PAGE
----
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Beyoncé Accused of Fraud by Wedding Planner in Blue Ivy Battle

By Ryan Naumann

Beyoncé is being accused of fraud by the woman she has battling for years over Blue Ivy.

According to court documents obtained by The Blast, the wedding planner, Veronica Morales, is now making the accusation that Bey “committed fraud in signing and submitting” to the United States Patent and Trademark Office “a sworn declaration that she had “a bona fide intention” to use the Blue Ivy Carter trademark in business.

Beyoncé and Morales have been locked in a nasty dispute over the trademark for the name “Blue Ivy”. Bey has been trying to get the trademark to her daughter’s name, but Morales claims she had been using years. They are scheduled to head to trial in the case.

In newly filed documents, Morales is back arguing her case for why Beyoncé should not be granted the “Blue Ivy” trademark. She accuses Bey of refusing to turn over key documents or show evidence on how she planned to use the trademark.

Gettyimages | Kevin Winter

She also claims Beyoncé has not answered any interrogatories, and “never produced any documents, tangible things, or other factual evidence in response to requests for production.”

Morales pointed out that Jay-Z even spoke to Vanity Fair admitting they had no intention of using the Blue Ivy mark to sell products but wanted to prevent others from profiting.

Morales believes Beyoncé never planned to use the trademark in business but rather wanted to stop others from using the mark. She writes, “When considered together, the admission to Vanity Fair and the refusal to respond to any discovery responses is sufficient evidence to conclude that the Applicant’s intent all along is exactly what Jay Z said: to use trademark applications to prevent others from using name of their daughter. This is fraud on the USPTO.”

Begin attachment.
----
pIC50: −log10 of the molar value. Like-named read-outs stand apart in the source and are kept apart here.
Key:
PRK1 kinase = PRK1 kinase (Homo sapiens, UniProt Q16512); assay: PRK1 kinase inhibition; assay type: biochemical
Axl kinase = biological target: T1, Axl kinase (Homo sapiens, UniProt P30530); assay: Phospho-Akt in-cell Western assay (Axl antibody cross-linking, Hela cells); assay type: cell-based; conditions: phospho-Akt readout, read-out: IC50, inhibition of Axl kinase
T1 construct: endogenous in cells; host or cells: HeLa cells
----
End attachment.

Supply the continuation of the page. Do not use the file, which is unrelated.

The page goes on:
The Blast

In 2017, Beyoncé filed to lock down the rights to the trademark "Blue Ivy Carter" to make sure she had the exclusive use of her daughter’s name.

Soon after, Veronica Morales, the owner of a wedding planning company named Blue Ivy, filed to oppose the singer's application, demanding the pop star not allowed to trademark the name.

Morales’ company had been around three years before Beyoncé’s daughter was born. She pointed out in her opposition that Jay-Z even spoke to Vanity Fair admitting they had no intention of using the Blue Ivy mark to sell products but wanted to prevent others from profiting.


Earlier this year, Morales accused Beyonce of refusing to turn over private communications with Jay-Z and her mother, Tina Knowles.

Morales had requested a list of documents and communications from Beyoncé in their trademark battle.

Morales wanted Beyoncé to turn over all documents showing any evidence she planned to actually use the trademark "Blue Ivy" (since Morales doesn’t believe the singer ever planned to use it) and any samples of her intent to use the name.

Morales also sought all communications with Jay-Z relating to their 2016 trademark application, any communications of her or Jay-Z knowing about "Blue Ivy" before their daughter was born in February 2012, and any records of convos with Bey and her mother about the mark.

Gettyimages | Christopher Polk

Beyoncé had refused to hand over the documents and she demanded a protective order be entered which would prohibit Morales or her legal team from leaking the confidential information.

The battle is ongoing.

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